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Flu - Caring for Infants and Children

Is my child at higher risk for the flu?
Children are at higher risk for the flu because their immune systems are not fully developed. Children with chronic health conditions (i.e., heart disease, cancer, diabetes, asthma, etc.) are at even higher risk of getting the flu and experiencing complications.

  • Children 6 months and older should get the flu vaccine.
  • Children younger than 6 months cannot get the flu vaccine. Get vaccinated yourself and follow our prevention tips to keep them healthy.
  • Parents and caregivers of children younger than 5 or with chronic health conditions should get the flu vaccine.
  • If your child is younger than 5 or has any chronic health conditions and experiences flu-like symptoms, such as fever, sore throat, cough, runny/stuffy nose, head ache and body aches, fatigue, nausea, vomiting and/or diarrhea, contact a health care provider as soon as possible.

Why are children at higher risk for getting the flu?
Children are more likely to get the flu or have flu-related complications because their immune systems are still developing. A recent CDC study shows that treating children with the flu can be costly. Each year in the U.S. an average of 20,000 children under the age of 5 are hospitalized for flu-related complications. During the 2011-12 flu season, 26 deaths in children were reported to CDC. Severe flu-related complications are most common in children younger than 2. Young children, 6 months to 5 years, are at risk of febrile seizures or convulsions. Children with chronic health conditions such as asthma and diabetes have an extremely high risk of developing serious flu-related complications.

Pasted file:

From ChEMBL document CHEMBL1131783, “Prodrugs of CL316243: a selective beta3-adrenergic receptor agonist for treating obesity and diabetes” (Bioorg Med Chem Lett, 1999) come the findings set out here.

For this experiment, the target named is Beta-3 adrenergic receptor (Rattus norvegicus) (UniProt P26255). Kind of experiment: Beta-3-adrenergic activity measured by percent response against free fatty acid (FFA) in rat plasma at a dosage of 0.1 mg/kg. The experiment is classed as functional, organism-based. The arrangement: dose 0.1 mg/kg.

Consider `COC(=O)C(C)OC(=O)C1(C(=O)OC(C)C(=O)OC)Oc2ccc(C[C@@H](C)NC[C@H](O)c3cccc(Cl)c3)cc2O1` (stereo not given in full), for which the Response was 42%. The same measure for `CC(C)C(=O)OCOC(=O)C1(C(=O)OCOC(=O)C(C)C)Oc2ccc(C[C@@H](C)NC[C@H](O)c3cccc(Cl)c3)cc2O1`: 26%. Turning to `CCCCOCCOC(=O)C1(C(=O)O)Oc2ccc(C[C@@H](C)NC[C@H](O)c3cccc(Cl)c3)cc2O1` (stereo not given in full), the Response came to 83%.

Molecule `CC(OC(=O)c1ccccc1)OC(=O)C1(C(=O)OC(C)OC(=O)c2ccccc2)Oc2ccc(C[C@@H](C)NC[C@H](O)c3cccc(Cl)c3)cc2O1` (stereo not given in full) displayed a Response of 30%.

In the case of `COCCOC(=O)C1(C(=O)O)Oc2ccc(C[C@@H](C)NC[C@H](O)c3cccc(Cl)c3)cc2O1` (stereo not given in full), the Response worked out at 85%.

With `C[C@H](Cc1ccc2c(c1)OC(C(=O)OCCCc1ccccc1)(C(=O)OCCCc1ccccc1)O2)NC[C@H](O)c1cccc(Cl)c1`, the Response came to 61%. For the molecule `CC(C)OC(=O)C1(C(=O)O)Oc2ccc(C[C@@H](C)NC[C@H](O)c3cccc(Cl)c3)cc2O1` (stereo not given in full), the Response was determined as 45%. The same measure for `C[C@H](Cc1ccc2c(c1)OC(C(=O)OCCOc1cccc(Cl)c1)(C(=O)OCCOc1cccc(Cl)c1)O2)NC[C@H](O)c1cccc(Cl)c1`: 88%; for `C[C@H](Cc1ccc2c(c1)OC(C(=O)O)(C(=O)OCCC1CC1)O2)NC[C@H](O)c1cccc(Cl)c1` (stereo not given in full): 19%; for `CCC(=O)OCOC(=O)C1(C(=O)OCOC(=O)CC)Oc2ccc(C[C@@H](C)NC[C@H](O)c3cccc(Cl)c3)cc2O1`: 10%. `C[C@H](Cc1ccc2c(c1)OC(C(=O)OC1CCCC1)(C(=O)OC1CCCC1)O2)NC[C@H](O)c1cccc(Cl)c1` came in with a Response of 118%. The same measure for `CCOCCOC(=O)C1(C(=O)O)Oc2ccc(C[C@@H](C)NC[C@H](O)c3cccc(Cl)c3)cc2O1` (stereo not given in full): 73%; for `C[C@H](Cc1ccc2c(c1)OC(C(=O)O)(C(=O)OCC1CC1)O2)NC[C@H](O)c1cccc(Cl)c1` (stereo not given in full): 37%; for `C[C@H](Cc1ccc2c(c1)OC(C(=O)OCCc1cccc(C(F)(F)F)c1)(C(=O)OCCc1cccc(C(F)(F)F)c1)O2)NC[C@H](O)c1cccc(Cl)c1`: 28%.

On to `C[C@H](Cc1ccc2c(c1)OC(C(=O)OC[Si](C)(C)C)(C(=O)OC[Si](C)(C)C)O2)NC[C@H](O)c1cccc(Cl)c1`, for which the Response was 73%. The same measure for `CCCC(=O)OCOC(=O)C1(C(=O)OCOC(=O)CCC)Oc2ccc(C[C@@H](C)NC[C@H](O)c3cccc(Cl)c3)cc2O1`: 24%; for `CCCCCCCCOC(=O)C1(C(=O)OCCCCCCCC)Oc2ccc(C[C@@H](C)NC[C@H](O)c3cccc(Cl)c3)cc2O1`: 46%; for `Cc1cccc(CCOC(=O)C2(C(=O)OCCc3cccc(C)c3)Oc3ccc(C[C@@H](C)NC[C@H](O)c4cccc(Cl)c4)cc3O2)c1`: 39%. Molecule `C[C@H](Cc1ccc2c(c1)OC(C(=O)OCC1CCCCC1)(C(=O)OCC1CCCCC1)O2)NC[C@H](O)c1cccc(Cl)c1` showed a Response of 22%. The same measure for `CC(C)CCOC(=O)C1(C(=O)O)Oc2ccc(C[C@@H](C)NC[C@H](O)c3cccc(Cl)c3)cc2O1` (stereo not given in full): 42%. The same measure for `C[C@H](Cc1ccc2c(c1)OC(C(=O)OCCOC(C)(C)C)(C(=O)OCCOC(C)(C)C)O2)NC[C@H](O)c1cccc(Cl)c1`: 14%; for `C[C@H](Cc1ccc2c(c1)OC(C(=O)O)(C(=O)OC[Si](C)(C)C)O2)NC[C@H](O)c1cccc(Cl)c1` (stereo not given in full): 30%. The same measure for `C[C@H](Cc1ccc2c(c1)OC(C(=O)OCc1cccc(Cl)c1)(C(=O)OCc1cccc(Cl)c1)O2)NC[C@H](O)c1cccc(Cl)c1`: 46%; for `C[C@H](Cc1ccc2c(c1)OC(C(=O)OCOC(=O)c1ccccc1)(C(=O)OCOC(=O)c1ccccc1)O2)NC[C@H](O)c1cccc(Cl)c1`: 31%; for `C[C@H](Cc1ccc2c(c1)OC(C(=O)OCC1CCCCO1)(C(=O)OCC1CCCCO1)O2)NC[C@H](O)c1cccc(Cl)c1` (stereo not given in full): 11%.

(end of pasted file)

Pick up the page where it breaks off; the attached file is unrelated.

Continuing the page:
How do I protect my child from the flu?
Vaccination is the best protection against the flu. Everyone 6 months of age and older should get the vaccine as soon as it becomes available. Vaccination is especially important for children:

  • Between 6 months and 5 years old
  • With a chronic health condition like asthma, diabetes, or heart disease

Some children between 6 months and 8 years old require two doses of flu vaccine. The second dose should be given at least 28 days after the first dose. Your child’s health care provider can tell you whether two doses are recommended for your child.

If you need help paying for your child’s flu vaccine, the Vaccines for Children program can
provide assistance.

Because children are at an increased risk of getting pneumonia, a complication of the flu, talk to a health care provider about the pneumococcal vaccine. The pneumococcal vaccine will protect your child against pneumonia.

In addition, follow our everyday steps to keep your family healthy this flu season.

My child is younger than 6 months, what can I do to protect him or her from the flu?
The flu vaccine is not approved for infants younger than 6 months. Infants younger than 6 months are, however, at especially high risk of flu-related complications. The best way to protect your child is to follow our prevention guidelines and have caregivers and household members get the flu vaccine.